The CRD Bylaw quite clearly defines a dangerous dog as being any animal that has attacked or bitten, attempted to attack or bite or chased any person, or animal or wildlife; but excludes any attack by a dog on other animals or wildlife engaged in molesting livestock.”

If you think that your dog falls under this definition or you’re not sure, it’s long past the time that you became proactive about it and hired a professional to help you before the unthinkable happens and your dog is ordered destroyed by the Provincial Court or before you find yourself fined up to $2,000. and/or imprisoned for five years. You can also be charged with criminal negligence if you fail to control your dog that has any sort of “vicious propensity”.

You might also be surprised to learn which canine breeds are deemed to be amongst the top 15 most dangerous.

Although any breed of canine has the propensity to become dangerous if not properly trained, and/or under the control of the wrong human, and any breed also has the ability to be the most loving companion when it’s particular needs are fulfilled, there are breeds that rank higher on the scale when it comes down to them possessing a more natural propensity to fall into the “danger” category.  Owners should always do their research and be aware of the natural tendencies of a particular breed when choosing a family pet, and even more so if you may be a first time dog owner because “cute” is not always the best choice.

According to a recent study carried out by the University of Pennsylvania who surveyed 6,000 dog owners, researchers determined that the breed who was the “most dangerous”, ranking #1 out of 15, is the Dachshund. This German breed was originally “designed” by humans to hunt badgers (Dachs meaning badger) and badgers can be very viscious creatures. Researchers discovered that “one out of every five Dachshunds have bitten or tried to bite strangers and a similar number have attacked other dogs…”, while one in 12 have even display aggressive tendencies toward their owners.

If you’re thinking that the #2 dog on the list is probably a Pit Bull or Doberman, according to this study, you’d be wrong, because Chihuahuas have “similar statistics to Dachshunds when it comes to biting strangers, their owners or other dogs.”

And another dog which you might not guess, that ranks in the #3 position, is the Jack Russell Terrier.

Most people assume that the dangerous dogs are the big ones, such as the Dobermans, Rottweilers or Pit Bull types, when in fact the smaller dogs can certainly inflict a great deal of damage simply because they are small, tenacious and fast.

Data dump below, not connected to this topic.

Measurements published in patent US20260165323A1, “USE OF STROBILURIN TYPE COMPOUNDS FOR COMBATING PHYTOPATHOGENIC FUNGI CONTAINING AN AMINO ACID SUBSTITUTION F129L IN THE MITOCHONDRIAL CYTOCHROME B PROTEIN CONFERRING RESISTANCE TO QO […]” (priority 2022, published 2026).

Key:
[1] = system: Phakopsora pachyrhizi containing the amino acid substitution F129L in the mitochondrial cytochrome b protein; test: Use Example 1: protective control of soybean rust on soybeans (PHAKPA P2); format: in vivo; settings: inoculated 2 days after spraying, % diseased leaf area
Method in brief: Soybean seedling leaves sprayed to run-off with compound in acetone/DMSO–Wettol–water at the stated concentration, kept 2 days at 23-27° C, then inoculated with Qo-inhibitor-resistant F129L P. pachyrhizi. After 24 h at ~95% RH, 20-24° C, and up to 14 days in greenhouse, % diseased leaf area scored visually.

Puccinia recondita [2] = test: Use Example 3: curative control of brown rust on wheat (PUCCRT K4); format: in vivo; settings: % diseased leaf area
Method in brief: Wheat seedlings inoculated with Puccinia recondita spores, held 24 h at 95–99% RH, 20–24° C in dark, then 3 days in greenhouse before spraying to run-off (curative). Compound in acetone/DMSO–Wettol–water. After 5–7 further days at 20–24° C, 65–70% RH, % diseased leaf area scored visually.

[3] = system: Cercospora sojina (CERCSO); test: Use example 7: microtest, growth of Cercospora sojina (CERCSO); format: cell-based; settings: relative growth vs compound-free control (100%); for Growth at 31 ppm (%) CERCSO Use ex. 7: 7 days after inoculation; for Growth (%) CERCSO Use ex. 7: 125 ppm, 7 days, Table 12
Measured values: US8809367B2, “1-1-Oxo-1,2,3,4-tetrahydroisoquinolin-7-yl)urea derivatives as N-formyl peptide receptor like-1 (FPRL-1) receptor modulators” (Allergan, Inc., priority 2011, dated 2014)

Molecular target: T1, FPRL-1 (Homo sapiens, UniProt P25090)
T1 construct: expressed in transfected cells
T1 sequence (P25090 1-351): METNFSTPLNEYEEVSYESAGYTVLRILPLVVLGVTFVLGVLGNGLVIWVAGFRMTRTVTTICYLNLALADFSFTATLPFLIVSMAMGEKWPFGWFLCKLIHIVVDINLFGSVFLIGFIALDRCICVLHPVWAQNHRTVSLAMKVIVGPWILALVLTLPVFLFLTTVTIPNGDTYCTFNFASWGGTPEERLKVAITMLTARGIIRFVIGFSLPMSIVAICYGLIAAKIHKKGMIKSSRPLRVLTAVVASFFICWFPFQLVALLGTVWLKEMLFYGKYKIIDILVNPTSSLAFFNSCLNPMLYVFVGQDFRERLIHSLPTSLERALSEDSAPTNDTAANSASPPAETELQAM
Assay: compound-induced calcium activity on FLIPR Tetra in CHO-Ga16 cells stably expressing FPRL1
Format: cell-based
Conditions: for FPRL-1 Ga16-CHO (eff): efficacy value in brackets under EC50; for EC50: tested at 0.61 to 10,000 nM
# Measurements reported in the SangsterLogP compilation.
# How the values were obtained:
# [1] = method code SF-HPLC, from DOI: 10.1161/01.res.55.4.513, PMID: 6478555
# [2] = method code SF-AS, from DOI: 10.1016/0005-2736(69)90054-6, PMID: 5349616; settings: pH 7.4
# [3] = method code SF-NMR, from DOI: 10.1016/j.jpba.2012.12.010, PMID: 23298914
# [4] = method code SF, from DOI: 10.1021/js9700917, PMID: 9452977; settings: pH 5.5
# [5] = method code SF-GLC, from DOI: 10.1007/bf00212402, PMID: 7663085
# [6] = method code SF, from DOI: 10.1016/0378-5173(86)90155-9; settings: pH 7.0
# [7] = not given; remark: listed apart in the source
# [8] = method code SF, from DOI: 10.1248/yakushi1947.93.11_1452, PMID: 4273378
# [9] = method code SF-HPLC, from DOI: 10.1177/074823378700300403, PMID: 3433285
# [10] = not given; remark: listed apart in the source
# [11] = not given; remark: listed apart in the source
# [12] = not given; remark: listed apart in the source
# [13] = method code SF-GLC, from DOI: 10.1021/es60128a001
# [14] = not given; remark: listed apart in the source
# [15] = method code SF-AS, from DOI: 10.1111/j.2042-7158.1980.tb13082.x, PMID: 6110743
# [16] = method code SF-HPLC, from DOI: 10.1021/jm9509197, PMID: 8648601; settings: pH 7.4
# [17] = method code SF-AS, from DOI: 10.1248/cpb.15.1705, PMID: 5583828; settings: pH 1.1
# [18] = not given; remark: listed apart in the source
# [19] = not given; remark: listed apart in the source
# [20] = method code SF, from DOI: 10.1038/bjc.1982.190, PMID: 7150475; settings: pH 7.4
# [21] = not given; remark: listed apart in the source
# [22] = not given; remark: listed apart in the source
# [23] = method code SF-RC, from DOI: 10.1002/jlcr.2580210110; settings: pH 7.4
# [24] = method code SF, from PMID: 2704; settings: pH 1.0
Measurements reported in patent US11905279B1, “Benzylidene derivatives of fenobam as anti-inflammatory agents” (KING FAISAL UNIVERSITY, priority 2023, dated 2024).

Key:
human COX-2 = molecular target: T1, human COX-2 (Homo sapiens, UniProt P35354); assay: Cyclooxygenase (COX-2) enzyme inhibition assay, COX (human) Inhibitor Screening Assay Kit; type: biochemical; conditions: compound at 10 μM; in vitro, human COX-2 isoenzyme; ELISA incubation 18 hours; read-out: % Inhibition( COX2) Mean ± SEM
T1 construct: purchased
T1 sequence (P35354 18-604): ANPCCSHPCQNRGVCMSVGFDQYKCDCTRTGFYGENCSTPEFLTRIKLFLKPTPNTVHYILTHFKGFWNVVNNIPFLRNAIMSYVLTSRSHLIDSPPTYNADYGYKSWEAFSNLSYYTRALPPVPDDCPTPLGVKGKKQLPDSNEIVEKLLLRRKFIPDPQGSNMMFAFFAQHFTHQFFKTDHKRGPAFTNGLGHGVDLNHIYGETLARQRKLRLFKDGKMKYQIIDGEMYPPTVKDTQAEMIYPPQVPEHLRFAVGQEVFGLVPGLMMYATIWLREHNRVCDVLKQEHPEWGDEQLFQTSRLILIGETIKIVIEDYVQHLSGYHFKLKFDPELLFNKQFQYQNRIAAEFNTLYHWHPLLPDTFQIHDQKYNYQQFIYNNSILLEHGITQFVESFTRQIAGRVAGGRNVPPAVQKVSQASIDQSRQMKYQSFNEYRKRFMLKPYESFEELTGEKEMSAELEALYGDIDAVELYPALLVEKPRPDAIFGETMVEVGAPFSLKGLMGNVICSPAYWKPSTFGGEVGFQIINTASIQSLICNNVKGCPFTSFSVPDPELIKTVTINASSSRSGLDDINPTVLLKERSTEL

As well, it’s usually the larger breeds that are at the top of the doggy hit list because when a large breed attacks, simply because their mouth and teeth are larger, the wounds they create are larger and the attack itself usually much more traumatic for dog and human concerned that it’s generally the larger dog attacks that get reported. Because medical data is used as a basis for much dog attack research it then inaccurately appears that most attacks are from larger dogs.

We humans tends to give way too much leeway to a smaller, cuter-looking dog and will generally allow these cuties to get away with bad behavior that there would be no question of tolerating if they were a larger breed. In fact many of us humans laugh and think it’s “funny” to see a very small dog displaying signs of aggression because they just don’t see this pint sized pup as any sort of real threat.

If you are curious about which breeds are genetically more likely to become dangerous dogs if they are not properly trained, here is the list of the top 15, deemed by this study to be the most dangerous dogs, in alphabetical order, after the top 3.

Dachshund, Chihuahua, Jack Russell Terrier, (4) Akita Inu; (5) Bull Mastiff; (6) Chow Chow; (7) Dalmatian; (8) German Shepherd; (9) Giant Schnauzer; (10) Llahsa Apso; (11) Miniature Pinscher; (12) Old English Sheepdog; (13) Papillion; (14) Pit Bull; (15) Rottweiler.

Remember, just as all dogs can be great dogs when you humans give them what they need to be happy and fulfilled, all dogs, no matter what the size, also can become very dangerous dogs and it’s the responsibility of the human who adopts the dog to make certain they take whatever steps may be necessary to keep everyone safe.

Written by Dog Whispering

© – 2010 – All rights reserved.